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My 1st Day Teaching in Vietnam

It’s so hot here. So hot. So jungly. Me and my heat rashes are definitely going through an adjustment period!

 

My morning walk...gorgeous but fucking hot as fuck
My morning walk…gorgeous but fucking hot as fuck

 

My first day of teaching was yesterday…..

 


The Flipside

by Fred Colton

They were supposed to practice writing Mandarin characters but Luke always just sat there and drew dicks. 4,000 hanzi to learn and not a single one Luke couldn’t turn into a thin veiny phallus. He incorporated scrotums as needed to help with the curves and slants. Slid the drawings to the other students and everyone chewed off their bottom lips off to stifle the laughter. Hanzi made of cocks. Just twisting and snaking around each other.

Mandarin, mandatory since kindergarten. Mandatory in over one hundred countries. Kids, Mandarin is your passport to the world. Learn it and you can trade stocks in Paris or be a professor in Capetown.

“Or I could just stay here and keep winning races,” Luke told his parents, and his brother Bob, and the bowtie in the guidance office.


How To: Prepare for and Pass the Epik Interview

Before I get started, I want to make it clear that I'm not just going to tell you exactly what happened in my interview, because that doesn't seem fair. What I can do is tell you all the dumb things I wish I hadn't done and the useful things I wish I had done, in hopes that you will have a better time of it than I did.

First off, make sure Skype works on whatever computer you plan to be in front of during the interview. I know this seems obvious, but trust me on this one: check and double check so there won't be any unforeseen technical difficulties. You know what they say about people who assume.


Probation, Farts, and Broken Electronic Devices: My First Day Ever as a Teacher

Yesterday was a big day for me. For the first time in my life, I got to work in a field that truly interests me: teaching! I was really nervous, and since I only had one week of training in Seoul, I was pretty unprepared.

To make matters worse, I was pulled aside before the class began and told that I was “on probation” for failing this one module of training we had to cover in Seoul. That definitely didn’t help to quell my nerves, and made me feel really uneasy about operating in South Korean business culture. To me “on probation” sounds so sinister. WHY ME?! But basically, what probation entails is nothing more than the Seoul trainers re-evaluating a video of me teaching in four weeks. Hopefully no big deal. And hopefully by then, they’ll pass me. If not, I get sent home.


The (not so) Good Earth


Age Ain’t Nothin But A Preference

Today’s article is written for the Reach To Teach Teach Abroad Blog Carnival, a monthly series that focuses on providing helpful tips and advice to ESL teachers around the globe. The host for this month is Rebecca Thering, and here‘s where you can read the rest of this month’s posts. I’ll be posting a new ESL-related article on my blog on the 5th of every month. Check back for more articles, and if you’d like to contribute to next month’s Blog Carnival, please contact Dean at dean@reachtoteachrecruiting.com, and he will let you know how you can start participating!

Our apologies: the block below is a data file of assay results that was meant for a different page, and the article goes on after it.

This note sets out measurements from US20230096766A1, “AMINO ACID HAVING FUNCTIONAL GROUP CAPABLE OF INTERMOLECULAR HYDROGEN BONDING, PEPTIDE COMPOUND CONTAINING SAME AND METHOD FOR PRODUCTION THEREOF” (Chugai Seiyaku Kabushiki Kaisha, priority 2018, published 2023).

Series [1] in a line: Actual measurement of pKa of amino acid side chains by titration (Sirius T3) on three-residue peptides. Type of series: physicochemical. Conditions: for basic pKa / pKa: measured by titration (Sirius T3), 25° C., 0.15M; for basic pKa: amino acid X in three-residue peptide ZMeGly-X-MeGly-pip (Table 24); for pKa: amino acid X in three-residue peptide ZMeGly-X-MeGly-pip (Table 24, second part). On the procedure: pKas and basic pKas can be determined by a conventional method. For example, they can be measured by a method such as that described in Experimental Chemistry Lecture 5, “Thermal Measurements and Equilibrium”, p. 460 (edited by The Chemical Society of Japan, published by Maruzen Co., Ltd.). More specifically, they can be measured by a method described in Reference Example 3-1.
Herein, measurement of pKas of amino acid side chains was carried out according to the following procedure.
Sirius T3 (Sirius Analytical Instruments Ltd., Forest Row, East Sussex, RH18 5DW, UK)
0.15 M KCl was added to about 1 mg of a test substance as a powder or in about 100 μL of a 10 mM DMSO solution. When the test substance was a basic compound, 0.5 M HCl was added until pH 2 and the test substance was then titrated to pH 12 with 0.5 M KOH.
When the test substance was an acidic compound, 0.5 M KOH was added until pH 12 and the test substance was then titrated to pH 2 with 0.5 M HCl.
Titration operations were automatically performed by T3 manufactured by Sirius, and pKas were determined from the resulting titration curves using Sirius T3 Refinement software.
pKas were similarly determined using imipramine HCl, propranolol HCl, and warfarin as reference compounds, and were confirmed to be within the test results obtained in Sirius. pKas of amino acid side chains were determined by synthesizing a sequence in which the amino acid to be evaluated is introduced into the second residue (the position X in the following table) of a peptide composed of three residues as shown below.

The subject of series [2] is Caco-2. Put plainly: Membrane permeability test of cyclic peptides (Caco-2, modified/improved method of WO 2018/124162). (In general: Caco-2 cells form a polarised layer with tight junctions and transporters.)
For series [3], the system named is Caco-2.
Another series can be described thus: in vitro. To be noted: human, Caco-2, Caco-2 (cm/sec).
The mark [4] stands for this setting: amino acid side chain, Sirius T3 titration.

Open Class? More Like Horror Class!

My title, unfortunately, doesn't work very well as a joke when translated into English, as 공수업 means "open class" while "공수업" means "horror class". Poorly translated puns notwithstanding, what is open class? It's basically a sort of open house, a chance for parents to observe teachers and students in their natural habitats. In a word, it's stressful. In two words, it's very stressful.

I'm not sure why, but somehow the addition of just a few new faces sitting at the back of my classroom makes me forget how to put words into normal human sentences. I feel like Jack Donaghy in the 30 Rock episode where he has to act on live television: what do I do with my hands? Can I have two coffee cups? Where do my hands normally go when I'm standing?

Blackout Poetry (Part 1)

This week I did a lesson on blackout poetry with my intermediate level high school students! Normally the project is done with texts from newspapers, magazines or novels, but I was worried about the vocabulary being too broad/out of reach. I wanted my students to focus on having fun, being creative, and playing with the language, rather than looking up/learning new words. So instead, I typed up a batch of their weekly English essays, omitted the names, and returned them for use with this assignment! Not only did this assure that the vocabulary was appropriate, it also made the assignment more personal and interesting!


RTBC Day Thirteen: What’s in your edtech toolbox?

So, I totally fell off the wagon with this 30-day reflective teaching blog challenge…which I started back in September or October of last year. But I’m BACK on board!

Name the top edtech tools that you use on a consistent basis in the classroom, and rate them on their perceived (by you) effectiveness.


EPIK Help Part 1: How to Fill Out the Epik Application

The snow is melting, yellow dust has begun to float in from China, students are shedding their winter padding coats, and you know what that means...EPIK application time! Or, you know, spring. Whatever you're into, really. Dumb jokes aside, I've been meaning to do a series of posts with advice for aspiring EPIKers for a while, and like they say, there's no time like the present.